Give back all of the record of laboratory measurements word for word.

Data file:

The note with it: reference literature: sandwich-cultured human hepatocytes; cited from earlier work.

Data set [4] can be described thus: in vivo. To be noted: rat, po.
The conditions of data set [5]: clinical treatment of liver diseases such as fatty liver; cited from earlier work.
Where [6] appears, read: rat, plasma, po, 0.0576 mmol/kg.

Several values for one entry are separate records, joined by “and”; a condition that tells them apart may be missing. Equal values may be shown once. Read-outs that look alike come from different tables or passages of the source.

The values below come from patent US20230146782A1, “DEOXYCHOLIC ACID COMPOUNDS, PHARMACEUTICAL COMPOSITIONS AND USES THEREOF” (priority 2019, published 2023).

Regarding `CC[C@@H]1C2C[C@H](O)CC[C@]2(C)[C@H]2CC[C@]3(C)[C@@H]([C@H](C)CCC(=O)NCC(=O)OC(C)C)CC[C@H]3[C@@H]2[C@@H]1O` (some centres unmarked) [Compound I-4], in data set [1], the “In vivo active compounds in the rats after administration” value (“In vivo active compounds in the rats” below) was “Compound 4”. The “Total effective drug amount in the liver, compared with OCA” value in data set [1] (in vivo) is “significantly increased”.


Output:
The note with it: reference literature: sandwich-cultured human hepatocytes; cited from earlier work.

Data set [4] can be described thus: in vivo. To be noted: rat, po.
The conditions of data set [5]: clinical treatment of liver diseases such as fatty liver; cited from earlier work.
Where [6] appears, read: rat, plasma, po, 0.0576 mmol/kg.

Several values for one entry are separate records, joined by “and”; a condition that tells them apart may be missing. Equal values may be shown once. Read-outs that look alike come from different tables or passages of the source.

The values below come from patent US20230146782A1, “DEOXYCHOLIC ACID COMPOUNDS, PHARMACEUTICAL COMPOSITIONS AND USES THEREOF” (priority 2019, published 2023).

Regarding `CC[C@@H]1C2C[C@H](O)CC[C@]2(C)[C@H]2CC[C@]3(C)[C@@H]([C@H](C)CCC(=O)NCC(=O)OC(C)C)CC[C@H]3[C@@H]2[C@@H]1O` (some centres unmarked) [Compound I-4], in data set [1], the “In vivo active compounds in the rats after administration” value (“In vivo active compounds in the rats” below) was “Compound 4”. The “Total effective drug amount in the liver, compared with OCA” value in data set [1] (in vivo) is “significantly increased”.